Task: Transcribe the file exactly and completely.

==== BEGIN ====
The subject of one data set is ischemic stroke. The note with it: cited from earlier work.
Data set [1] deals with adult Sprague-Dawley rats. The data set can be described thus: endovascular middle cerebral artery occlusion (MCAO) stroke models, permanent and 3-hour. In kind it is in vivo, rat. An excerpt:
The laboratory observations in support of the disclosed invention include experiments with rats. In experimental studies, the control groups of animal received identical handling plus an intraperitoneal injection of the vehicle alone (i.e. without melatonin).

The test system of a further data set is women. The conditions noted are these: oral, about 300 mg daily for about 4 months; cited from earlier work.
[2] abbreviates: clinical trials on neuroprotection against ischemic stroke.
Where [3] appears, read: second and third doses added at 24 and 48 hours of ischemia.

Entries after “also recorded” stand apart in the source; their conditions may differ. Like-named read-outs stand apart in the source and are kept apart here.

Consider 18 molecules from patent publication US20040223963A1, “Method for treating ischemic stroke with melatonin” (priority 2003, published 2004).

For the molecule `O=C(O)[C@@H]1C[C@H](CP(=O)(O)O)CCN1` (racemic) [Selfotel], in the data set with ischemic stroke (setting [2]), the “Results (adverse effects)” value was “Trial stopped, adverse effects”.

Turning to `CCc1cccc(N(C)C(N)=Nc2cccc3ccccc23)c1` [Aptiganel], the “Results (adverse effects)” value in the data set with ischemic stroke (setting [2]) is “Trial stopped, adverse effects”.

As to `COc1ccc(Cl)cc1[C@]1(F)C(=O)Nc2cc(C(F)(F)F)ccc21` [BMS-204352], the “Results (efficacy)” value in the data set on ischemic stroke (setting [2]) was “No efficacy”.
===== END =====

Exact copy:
The subject of one data set is ischemic stroke. The note with it: cited from earlier work.
Data set [1] deals with adult Sprague-Dawley rats. The data set can be described thus: endovascular middle cerebral artery occlusion (MCAO) stroke models, permanent and 3-hour. In kind it is in vivo, rat. An excerpt:
The laboratory observations in support of the disclosed invention include experiments with rats. In experimental studies, the control groups of animal received identical handling plus an intraperitoneal injection of the vehicle alone (i.e. without melatonin).

The test system of a further data set is women. The conditions noted are these: oral, about 300 mg daily for about 4 months; cited from earlier work.
[2] abbreviates: clinical trials on neuroprotection against ischemic stroke.
Where [3] appears, read: second and third doses added at 24 and 48 hours of ischemia.

Entries after “also recorded” stand apart in the source; their conditions may differ. Like-named read-outs stand apart in the source and are kept apart here.

Consider 18 molecules from patent publication US20040223963A1, “Method for treating ischemic stroke with melatonin” (priority 2003, published 2004).

For the molecule `O=C(O)[C@@H]1C[C@H](CP(=O)(O)O)CCN1` (racemic) [Selfotel], in the data set with ischemic stroke (setting [2]), the “Results (adverse effects)” value was “Trial stopped, adverse effects”.

Turning to `CCc1cccc(N(C)C(N)=Nc2cccc3ccccc23)c1` [Aptiganel], the “Results (adverse effects)” value in the data set with ischemic stroke (setting [2]) is “Trial stopped, adverse effects”.

As to `COc1ccc(Cl)cc1[C@]1(F)C(=O)Nc2cc(C(F)(F)F)ccc21` [BMS-204352], the “Results (efficacy)” value in the data set on ischemic stroke (setting [2]) was “No efficacy”.